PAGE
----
Bangalore: State-owned steel maker Steel Authority of India Ltd (SAIL) may pull out of a proposed joint venture (JV) with Shipping Corp. of India Ltd (SCI) after the shipping ministry set conditions that it says make the JV “unworkable”.
Government representatives on the board of SCI, also state-owned, had asked the company to get the ministry’s approval for the venture, which was meant to provide shipping services to the steel maker. The Union government owns 80.12% of SCI.
The JV company was to start operations with an initial fleet of eight dry-bulk carriers that can transport up to four million tonnes (mt) of cargo. SAIL imports around 12 mt of coking coal a year, mostly from Australia, to fire its steel plants and pays a shipping bill of close to $300 million (around Rs1,400 crore).
The shipping ministry, however, has restricted its clearance for the JV firm to a cargo of 1 mt. This requires just two ships.
Secondly, the ministry has told the JV firm to go for market-determined rates for transporting the cargo as against the cost-plus rates suggested by SAIL and SCI. Cost-plus rates refer to the cost of operating a ship, including interest, insurance, crew wages, fuel and port-calling costs, plus an 8-10% return on investments.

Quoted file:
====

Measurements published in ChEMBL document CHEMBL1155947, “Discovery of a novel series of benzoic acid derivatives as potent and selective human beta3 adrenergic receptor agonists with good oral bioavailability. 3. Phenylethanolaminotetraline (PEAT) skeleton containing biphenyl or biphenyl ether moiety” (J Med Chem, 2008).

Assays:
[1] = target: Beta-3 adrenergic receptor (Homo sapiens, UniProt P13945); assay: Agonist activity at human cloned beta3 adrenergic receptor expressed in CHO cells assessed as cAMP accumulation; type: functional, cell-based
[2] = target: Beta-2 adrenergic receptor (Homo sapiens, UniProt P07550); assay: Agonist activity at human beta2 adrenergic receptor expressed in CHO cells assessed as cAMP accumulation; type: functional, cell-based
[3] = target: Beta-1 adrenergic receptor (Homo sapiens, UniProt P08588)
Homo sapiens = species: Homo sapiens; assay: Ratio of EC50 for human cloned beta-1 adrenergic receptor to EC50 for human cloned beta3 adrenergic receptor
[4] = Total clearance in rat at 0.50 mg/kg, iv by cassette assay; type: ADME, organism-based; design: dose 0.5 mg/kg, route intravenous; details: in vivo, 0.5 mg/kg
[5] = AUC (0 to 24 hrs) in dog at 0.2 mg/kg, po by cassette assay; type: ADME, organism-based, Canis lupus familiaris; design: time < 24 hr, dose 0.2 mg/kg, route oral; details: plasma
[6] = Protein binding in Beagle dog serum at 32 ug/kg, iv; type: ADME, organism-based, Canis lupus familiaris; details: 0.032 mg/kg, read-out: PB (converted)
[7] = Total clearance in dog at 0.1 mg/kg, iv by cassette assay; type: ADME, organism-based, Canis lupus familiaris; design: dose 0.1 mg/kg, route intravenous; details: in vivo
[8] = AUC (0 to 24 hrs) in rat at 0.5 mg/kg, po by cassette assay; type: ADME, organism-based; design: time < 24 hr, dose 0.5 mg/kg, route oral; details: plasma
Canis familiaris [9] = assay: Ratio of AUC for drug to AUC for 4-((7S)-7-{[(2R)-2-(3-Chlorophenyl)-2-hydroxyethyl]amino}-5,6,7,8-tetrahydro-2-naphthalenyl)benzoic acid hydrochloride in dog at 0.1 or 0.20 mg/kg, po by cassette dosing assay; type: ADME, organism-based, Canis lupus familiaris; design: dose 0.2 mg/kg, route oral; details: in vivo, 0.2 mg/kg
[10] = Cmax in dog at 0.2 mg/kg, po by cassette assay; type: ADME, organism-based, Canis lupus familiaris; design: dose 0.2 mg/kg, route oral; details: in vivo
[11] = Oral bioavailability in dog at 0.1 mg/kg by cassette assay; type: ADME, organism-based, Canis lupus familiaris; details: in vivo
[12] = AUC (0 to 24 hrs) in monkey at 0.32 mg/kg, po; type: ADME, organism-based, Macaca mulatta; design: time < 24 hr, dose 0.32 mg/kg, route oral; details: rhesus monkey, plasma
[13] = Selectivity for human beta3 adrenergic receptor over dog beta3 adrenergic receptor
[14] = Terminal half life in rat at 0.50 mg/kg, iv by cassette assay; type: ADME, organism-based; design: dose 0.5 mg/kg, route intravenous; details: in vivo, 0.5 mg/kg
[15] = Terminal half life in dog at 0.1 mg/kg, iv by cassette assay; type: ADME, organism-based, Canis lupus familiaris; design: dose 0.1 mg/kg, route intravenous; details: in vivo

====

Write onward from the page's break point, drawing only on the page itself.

The boards of SCI and SAIL had agreed to the cost-plus model so the venture could earn a reasonable return on investments and distribute dividends.
Thirdly, the ministry wants the JV firm to use only Indian-registered ships, either owned by the venture or by SCI, to transport the cargo. It also said the JV firm should use SCI’s staff and not incur expenses on recruiting staff or hiring premises.
“SAIL now says that it is not interested in the joint venture as the conditions set by the shipping ministry makes it unworkable,” an SCI executive said. The company has told SAIL it would try to get the conditions removed.
A SAIL executive confirmed the development. Both the executives did not want to be identified.
A shipping ministry official said the venture has been given approval subject to the conditions.
The board of SCI is likely to discuss the issue at its next meeting. “We are hopeful of sorting out the issue,” said U.C. Grover, a director looking after technical and offshore services at SCI.
Interestingly, both SAIL and SCI are so-called navratna firms, a tag that gives full financial autonomy to a public firm for capital expenditure, JVs, modernization and purchase of equipment.
“This case clearly demonstrates that business decisions of navratna companies continue to be dictated by the government,” said an executive with a Mumbai-based shipping consultancy firm. He did not want to be named because he is not authorized to speak to the media.
SAIL currently uses a combination of spot and long-term hiring of ships for one-five years to manage its annual shipping costs.